(This was originally written by me in March of 2017 for free for another site. I’m slowly moving all my articles over to Horror Bound so they’re in one place)
First thing’s first – I’m not here to talk smack about Psycho. It’s a masterpiece and one of my favorite horror films of all time. I watched it for the first time when I was 10 and it was one of the first genre films that showed me horror can be art. But I had never touched the sequels before. I did watch the shot for shot remake that came out in 1998 and that confused me to no end. And after reading the story Psycho a few years ago, written by Robert Bloch which the film is based on, I decided that I wouldn’t bother with the sequels. Psycho is such a perfect piece, there’s no point in tarnishing my memory.
But today I decided to watch Psycho II, the sequel that came out in 1983. Blame it on the cold medicine I’m hopped up on, or blame it on Netflix for recommending it to me at just the right time. But I watched it.
And I kind of loved it? Like a lot?
Oh Norman, you’re mad, don’t you know that? You’re mad as a hatter.
Universal decided to make this sequel due to Robert Bloch releasing his own novel sequel, Psycho II. In the novel Bates escapes the sanitarium and is headed to Hollywood to stop a movie that’s being made based on his life and murders. Universal chose director Richard Franklin who was a student of Hitchcock’s and met with him on several occasions to direct their version of a sequel. Franklin had also directed a film called Roadgames which was very much a love letter to the classic Hitchock film Rear Window. Tom Holland wrote the screenplay for Psycho II and took months to write it. The assistant director of the original Psycho, Hilton A. Green, was also contacted to come on as a producer but he was nervous. It wasn’t until he spoke to Patricia Hitchcock, the daughter of the famed director, who gave her blessing after reading the script, that Green signed on. Anthony Perkins was of course contacted but was hesitant at first so it’s rumored they had Christopher Walken as a backup. But after Perkins read the script he signed on because he felt like it was really Norman’s story.
Anthony Perkins slips back into Norman Bates like a comfortable old suit and that helps a lot with this film. His slow break back into insanity is fascinating to watch and he pulls it off perfectly by his delivery of lines and these interesting quivers in his voice. This is a very layered version of Bates that’s more in depth and rich than the first film. There’s a particular scene where Norman has invited Mary to stay at his motel and he instinctively reaches for the Room 1 key only to change his mind at the last minute and grab a different room. It’s only a few seconds and his back is turned to the camera, but you can perfectly read the struggle and internal battle.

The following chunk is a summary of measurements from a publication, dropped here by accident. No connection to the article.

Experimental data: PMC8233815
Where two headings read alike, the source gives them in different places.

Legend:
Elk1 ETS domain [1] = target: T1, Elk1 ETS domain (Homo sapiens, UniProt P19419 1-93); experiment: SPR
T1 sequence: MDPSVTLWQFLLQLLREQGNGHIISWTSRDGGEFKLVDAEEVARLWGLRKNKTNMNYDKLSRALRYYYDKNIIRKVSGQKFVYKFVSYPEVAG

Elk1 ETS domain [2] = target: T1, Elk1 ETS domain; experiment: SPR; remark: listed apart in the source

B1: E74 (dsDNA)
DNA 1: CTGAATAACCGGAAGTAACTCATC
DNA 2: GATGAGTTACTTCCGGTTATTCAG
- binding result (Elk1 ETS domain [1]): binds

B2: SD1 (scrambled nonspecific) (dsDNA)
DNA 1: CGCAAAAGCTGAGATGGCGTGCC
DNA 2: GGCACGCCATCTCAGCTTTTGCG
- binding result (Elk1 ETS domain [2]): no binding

So what exactly is the story in Psycho II?
Norman is released from the sanitarium after 22 years, being declared “restored to sanity”, he’s returned to his home and motel, and given a job as a busboy at a local diner. But Lila Loomis, Marion Crane’s sister, is livid that this murderer has been released. And so Norman must begin to get his life back together and control his sanity, but people around him are starting to die, and he can’t trust his own brain.
Psycho II relies on the lore of the original film and treats it like an urban legend within the story which allows Psycho II to succeed – Psycho II is Norman confronting his demons.
This sequel plays on the constant question of whether Norman is really cured or not and the film continuously keeps you guessing with little twists and turns and reveals. Is Norman imagining all this stuff? Or is he just a victim of his surroundings? You find yourself much more enchanted by Bates in this film and you’ll find yourself quickly rooting for him and with the final reveal you leave the film feeling so conflicted about your own emotions. It’s also an interesting piece on what happens when killers are rehabilitated and sent back out into the world. While they may have healed and moved on, the consequences of their actions are still in the environment and others are still unable to move on.
And while this sequel is so original in its’ ideas, it also does a wonderful job of dropping little Easter eggs and nods at the previous film. While Psycho II isn’t as scary as the original, the murders are a lot more violent and emotional.
So I urge you to take another look at Psycho II or watch it for the first time if you haven’t yet and go in with an open mind. All I’d ever heard about the Psycho sequels was that they were awful and pointless, and insulting to the original. But that is not the vibe I got at all. Of course, I haven’t watched the rest yet. And hey, if Tarantino can go on record saying that he prefers the sequel to the original, I think we can go on record and say it’s not that bad. I mean…Tarantino needs to chill out a bit, Psycho still remains 1000 times better, but maybe he’s just gone a little mad…
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